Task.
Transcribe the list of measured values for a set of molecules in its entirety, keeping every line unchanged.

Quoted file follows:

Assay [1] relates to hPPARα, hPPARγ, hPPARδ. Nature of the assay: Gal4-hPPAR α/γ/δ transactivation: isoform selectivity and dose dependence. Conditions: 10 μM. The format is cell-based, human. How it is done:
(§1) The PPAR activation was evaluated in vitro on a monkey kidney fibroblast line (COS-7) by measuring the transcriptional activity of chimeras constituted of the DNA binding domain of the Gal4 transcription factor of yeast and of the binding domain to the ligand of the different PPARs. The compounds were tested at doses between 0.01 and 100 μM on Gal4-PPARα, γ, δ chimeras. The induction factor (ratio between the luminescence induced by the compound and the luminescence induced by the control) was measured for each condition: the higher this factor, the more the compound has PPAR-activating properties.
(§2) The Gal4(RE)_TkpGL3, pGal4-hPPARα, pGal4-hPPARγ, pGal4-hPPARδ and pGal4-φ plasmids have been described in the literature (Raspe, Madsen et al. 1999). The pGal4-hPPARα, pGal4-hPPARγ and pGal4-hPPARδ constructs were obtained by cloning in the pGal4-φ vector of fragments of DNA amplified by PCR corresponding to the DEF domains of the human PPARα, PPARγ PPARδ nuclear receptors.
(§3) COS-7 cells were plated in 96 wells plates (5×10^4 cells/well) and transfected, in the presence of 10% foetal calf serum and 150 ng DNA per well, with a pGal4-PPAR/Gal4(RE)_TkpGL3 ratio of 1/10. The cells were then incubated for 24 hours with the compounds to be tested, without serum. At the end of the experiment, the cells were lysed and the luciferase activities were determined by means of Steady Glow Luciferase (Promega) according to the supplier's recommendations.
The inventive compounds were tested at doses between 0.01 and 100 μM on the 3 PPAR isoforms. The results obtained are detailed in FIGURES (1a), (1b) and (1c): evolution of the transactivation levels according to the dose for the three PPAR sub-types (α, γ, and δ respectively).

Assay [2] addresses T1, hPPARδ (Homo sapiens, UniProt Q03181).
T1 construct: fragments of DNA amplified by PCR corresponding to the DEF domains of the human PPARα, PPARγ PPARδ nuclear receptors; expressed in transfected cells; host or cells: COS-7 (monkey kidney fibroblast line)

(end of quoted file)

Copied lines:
Assay [1] relates to hPPARα, hPPARγ, hPPARδ. Nature of the assay: Gal4-hPPAR α/γ/δ transactivation: isoform selectivity and dose dependence. Conditions: 10 μM. The format is cell-based, human. How it is done:
(§1) The PPAR activation was evaluated in vitro on a monkey kidney fibroblast line (COS-7) by measuring the transcriptional activity of chimeras constituted of the DNA binding domain of the Gal4 transcription factor of yeast and of the binding domain to the ligand of the different PPARs. The compounds were tested at doses between 0.01 and 100 μM on Gal4-PPARα, γ, δ chimeras. The induction factor (ratio between the luminescence induced by the compound and the luminescence induced by the control) was measured for each condition: the higher this factor, the more the compound has PPAR-activating properties.
(§2) The Gal4(RE)_TkpGL3, pGal4-hPPARα, pGal4-hPPARγ, pGal4-hPPARδ and pGal4-φ plasmids have been described in the literature (Raspe, Madsen et al. 1999). The pGal4-hPPARα, pGal4-hPPARγ and pGal4-hPPARδ constructs were obtained by cloning in the pGal4-φ vector of fragments of DNA amplified by PCR corresponding to the DEF domains of the human PPARα, PPARγ PPARδ nuclear receptors.
(§3) COS-7 cells were plated in 96 wells plates (5×10^4 cells/well) and transfected, in the presence of 10% foetal calf serum and 150 ng DNA per well, with a pGal4-PPAR/Gal4(RE)_TkpGL3 ratio of 1/10. The cells were then incubated for 24 hours with the compounds to be tested, without serum. At the end of the experiment, the cells were lysed and the luciferase activities were determined by means of Steady Glow Luciferase (Promega) according to the supplier's recommendations.
The inventive compounds were tested at doses between 0.01 and 100 μM on the 3 PPAR isoforms. The results obtained are detailed in FIGURES (1a), (1b) and (1c): evolution of the transactivation levels according to the dose for the three PPAR sub-types (α, γ, and δ respectively).

Assay [2] addresses T1, hPPARδ (Homo sapiens, UniProt Q03181).
T1 construct: fragments of DNA amplified by PCR corresponding to the DEF domains of the human PPARα, PPARγ PPARδ nuclear receptors; expressed in transfected cells; host or cells: COS-7 (monkey kidney fibroblast line)